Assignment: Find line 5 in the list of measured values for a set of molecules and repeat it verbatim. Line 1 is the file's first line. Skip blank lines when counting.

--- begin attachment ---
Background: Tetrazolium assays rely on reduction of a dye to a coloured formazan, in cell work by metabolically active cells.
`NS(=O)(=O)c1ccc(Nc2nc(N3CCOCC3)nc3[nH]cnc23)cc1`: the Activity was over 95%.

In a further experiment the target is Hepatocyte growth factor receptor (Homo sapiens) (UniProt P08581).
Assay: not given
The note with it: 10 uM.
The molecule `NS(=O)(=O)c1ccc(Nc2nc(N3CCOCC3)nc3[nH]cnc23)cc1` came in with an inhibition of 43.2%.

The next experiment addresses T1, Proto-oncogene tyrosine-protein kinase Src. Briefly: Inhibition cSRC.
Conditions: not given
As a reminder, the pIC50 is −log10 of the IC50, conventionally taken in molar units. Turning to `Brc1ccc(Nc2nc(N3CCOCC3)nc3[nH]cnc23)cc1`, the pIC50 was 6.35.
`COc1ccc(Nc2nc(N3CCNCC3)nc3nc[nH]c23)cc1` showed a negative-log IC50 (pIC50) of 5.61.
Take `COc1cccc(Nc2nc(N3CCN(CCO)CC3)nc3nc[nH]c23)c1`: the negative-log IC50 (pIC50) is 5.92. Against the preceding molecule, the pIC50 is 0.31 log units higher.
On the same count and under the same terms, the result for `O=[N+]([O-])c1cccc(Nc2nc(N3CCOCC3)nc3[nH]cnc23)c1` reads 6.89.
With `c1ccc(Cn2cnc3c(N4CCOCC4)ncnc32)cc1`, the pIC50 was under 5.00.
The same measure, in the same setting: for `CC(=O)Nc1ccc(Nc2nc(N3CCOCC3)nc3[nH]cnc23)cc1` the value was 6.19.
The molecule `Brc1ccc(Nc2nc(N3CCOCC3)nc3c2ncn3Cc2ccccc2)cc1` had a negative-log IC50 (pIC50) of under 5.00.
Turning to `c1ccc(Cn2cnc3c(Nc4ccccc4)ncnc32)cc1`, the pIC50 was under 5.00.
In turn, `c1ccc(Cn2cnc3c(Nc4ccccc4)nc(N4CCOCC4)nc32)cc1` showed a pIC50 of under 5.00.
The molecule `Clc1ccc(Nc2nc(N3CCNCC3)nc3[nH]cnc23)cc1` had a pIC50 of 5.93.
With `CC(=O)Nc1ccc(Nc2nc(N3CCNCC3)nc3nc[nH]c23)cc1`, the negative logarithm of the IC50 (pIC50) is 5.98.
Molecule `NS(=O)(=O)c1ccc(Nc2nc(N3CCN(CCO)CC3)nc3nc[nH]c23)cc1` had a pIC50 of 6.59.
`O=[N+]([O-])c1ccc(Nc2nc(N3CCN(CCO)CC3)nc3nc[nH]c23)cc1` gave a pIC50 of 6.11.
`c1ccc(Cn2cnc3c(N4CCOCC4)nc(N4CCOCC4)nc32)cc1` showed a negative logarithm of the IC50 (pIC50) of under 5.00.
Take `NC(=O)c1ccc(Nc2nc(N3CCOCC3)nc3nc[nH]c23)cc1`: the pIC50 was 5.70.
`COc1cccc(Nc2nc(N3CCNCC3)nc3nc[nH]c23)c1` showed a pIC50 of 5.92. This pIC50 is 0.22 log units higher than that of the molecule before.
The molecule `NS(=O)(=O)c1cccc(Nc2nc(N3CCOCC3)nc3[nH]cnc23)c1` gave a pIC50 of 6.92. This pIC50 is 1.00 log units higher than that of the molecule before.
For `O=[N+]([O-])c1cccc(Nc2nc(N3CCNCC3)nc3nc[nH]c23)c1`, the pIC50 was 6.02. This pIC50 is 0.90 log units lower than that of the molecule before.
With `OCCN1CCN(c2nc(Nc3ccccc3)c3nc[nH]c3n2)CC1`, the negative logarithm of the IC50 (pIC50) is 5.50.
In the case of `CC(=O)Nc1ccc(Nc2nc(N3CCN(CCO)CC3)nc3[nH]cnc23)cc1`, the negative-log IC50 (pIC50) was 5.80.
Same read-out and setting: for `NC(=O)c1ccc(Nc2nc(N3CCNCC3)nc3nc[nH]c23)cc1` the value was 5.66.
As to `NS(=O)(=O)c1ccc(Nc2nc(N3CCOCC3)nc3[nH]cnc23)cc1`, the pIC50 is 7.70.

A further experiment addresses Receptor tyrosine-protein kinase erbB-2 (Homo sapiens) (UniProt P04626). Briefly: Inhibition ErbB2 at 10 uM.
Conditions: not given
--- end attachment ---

The note with it: 10 uM.